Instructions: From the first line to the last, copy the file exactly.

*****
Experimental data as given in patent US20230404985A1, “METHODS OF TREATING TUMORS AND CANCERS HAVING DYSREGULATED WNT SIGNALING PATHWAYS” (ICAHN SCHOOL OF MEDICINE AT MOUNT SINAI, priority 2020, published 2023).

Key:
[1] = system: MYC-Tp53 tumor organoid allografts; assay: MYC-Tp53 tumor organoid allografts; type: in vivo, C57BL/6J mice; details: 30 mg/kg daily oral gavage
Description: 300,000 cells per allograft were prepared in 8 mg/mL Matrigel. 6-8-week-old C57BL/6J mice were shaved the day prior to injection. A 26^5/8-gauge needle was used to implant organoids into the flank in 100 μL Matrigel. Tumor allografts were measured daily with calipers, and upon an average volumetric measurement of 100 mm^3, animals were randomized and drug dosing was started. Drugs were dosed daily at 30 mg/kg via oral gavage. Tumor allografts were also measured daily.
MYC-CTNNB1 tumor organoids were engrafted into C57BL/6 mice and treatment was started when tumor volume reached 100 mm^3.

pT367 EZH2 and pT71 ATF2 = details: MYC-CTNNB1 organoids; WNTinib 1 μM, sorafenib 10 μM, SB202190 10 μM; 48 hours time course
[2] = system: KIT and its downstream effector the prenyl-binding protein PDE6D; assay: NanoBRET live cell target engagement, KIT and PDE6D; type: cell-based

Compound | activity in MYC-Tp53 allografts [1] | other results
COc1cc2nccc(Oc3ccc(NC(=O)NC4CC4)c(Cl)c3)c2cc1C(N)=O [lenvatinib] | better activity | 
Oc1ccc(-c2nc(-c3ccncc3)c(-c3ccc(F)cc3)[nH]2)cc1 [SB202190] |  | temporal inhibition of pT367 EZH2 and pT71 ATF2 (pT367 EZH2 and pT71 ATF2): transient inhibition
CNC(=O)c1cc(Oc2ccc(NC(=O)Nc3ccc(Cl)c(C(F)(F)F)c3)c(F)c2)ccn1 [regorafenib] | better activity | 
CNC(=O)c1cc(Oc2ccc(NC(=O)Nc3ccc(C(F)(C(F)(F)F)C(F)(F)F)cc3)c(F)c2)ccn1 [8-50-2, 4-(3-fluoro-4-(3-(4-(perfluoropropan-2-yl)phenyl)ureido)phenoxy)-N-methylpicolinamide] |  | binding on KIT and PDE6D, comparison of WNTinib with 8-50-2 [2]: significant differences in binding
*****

Experimental data as given in patent US20230404985A1, “METHODS OF TREATING TUMORS AND CANCERS HAVING DYSREGULATED WNT SIGNALING PATHWAYS” (ICAHN SCHOOL OF MEDICINE AT MOUNT SINAI, priority 2020, published 2023).

Key:
[1] = system: MYC-Tp53 tumor organoid allografts; assay: MYC-Tp53 tumor organoid allografts; type: in vivo, C57BL/6J mice; details: 30 mg/kg daily oral gavage
Description: 300,000 cells per allograft were prepared in 8 mg/mL Matrigel. 6-8-week-old C57BL/6J mice were shaved the day prior to injection. A 26^5/8-gauge needle was used to implant organoids into the flank in 100 μL Matrigel. Tumor allografts were measured daily with calipers, and upon an average volumetric measurement of 100 mm^3, animals were randomized and drug dosing was started. Drugs were dosed daily at 30 mg/kg via oral gavage. Tumor allografts were also measured daily.
MYC-CTNNB1 tumor organoids were engrafted into C57BL/6 mice and treatment was started when tumor volume reached 100 mm^3.

pT367 EZH2 and pT71 ATF2 = details: MYC-CTNNB1 organoids; WNTinib 1 μM, sorafenib 10 μM, SB202190 10 μM; 48 hours time course
[2] = system: KIT and its downstream effector the prenyl-binding protein PDE6D; assay: NanoBRET live cell target engagement, KIT and PDE6D; type: cell-based

Compound | activity in MYC-Tp53 allografts [1] | other results
COc1cc2nccc(Oc3ccc(NC(=O)NC4CC4)c(Cl)c3)c2cc1C(N)=O [lenvatinib] | better activity | 
Oc1ccc(-c2nc(-c3ccncc3)c(-c3ccc(F)cc3)[nH]2)cc1 [SB202190] |  | temporal inhibition of pT367 EZH2 and pT71 ATF2 (pT367 EZH2 and pT71 ATF2): transient inhibition
CNC(=O)c1cc(Oc2ccc(NC(=O)Nc3ccc(Cl)c(C(F)(F)F)c3)c(F)c2)ccn1 [regorafenib] | better activity | 
CNC(=O)c1cc(Oc2ccc(NC(=O)Nc3ccc(C(F)(C(F)(F)F)C(F)(F)F)cc3)c(F)c2)ccn1 [8-50-2, 4-(3-fluoro-4-(3-(4-(perfluoropropan-2-yl)phenyl)ureido)phenoxy)-N-methylpicolinamide] |  | binding on KIT and PDE6D, comparison of WNTinib with 8-50-2 [2]: significant differences in binding